America usually celebrates Arbor Day on the last Friday of April. However, states are free to choose their own commemorative dates considering the best environment for trees to prosper.
Arbor comes from the Latin word for “tree”. This day is dedicated to trees and plants to help promote the importance of planting and conserving trees.
It is a public holiday in Nebraska, where schools and businesses are closed.
Why Are Trees Important
Trees are important for the survival of the planet and are commonly known as the Earth's lungs.
They provide shelter to many animals, mainly birds, and the source of materials that are essential for human living, such as paper, cork, and sap.
Arbor Day's History
The idea for Arbor Day originated in the 1870s in Nebraska. Julius Sterling Morton was a journalist who moved to the state in 1854.
His wife and he together bought 160 acres of land for their property. They planted several trees and shrubbery throughout this barren property.
Morton, as the new editor for the Nebraska City News, found the perfect opportunity to spread awareness about the importance of trees in the ecosystem.
This made Nebraskans realize how barren and void of greenery the state is. Soon after, Morton became a part of the Nebraska Board of Agriculture.
In 1872, he suggested a dedicated day should be created for planting trees. The board accepted his proposal from him and so, Arbor Day was born.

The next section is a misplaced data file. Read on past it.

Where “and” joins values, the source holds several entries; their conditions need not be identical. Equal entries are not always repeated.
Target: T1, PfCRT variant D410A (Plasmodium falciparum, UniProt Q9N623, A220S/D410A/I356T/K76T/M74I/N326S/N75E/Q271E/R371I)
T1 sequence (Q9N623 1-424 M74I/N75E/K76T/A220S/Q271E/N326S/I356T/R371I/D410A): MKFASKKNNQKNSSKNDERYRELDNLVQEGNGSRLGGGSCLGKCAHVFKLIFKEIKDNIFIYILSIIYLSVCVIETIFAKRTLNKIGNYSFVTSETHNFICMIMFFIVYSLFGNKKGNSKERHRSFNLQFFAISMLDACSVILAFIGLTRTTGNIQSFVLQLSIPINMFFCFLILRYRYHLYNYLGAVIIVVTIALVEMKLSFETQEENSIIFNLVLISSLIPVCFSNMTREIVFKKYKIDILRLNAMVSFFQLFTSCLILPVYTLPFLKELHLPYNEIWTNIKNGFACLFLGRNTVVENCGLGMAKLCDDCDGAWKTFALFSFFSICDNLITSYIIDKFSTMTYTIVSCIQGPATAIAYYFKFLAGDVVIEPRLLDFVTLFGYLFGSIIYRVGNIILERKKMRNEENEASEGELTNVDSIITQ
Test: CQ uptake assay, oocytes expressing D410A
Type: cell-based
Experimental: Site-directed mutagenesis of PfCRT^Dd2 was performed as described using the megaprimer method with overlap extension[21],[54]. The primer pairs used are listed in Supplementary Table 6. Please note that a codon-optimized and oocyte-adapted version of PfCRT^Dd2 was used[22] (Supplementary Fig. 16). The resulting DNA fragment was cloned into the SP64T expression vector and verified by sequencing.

The first-ever Arbor Day took place on April 10, 1872, with several dedicated Nebraskans participating and planting around 1 million trees.
The board also promised prizes for those who planted trees correctly and this encouraged them even more.
Arbor Day became an official state holiday in Nebraska in 1885 and was to be observed on April 22, in honor of Morton's birthday.
It wasn't until 1970 that the day was recognized on a national scale by President Richard Nixon.
How To Observe Arbor Day
The Arbor Day Foundation is largely responsible for organizing Arbor Day events and activities.
They suggest that some of the ways people can participate in observing this day are to help in cleaning up a public park, care for the natural environment, not only plants, but also animals, and, of course, plant and care for trees.
Many events on the day are for people to learn about trees and encourage them to participate in nature preservation.
Activities include concerts, exhibitions, and talks, and take place around the country in schools, communities, and organizations.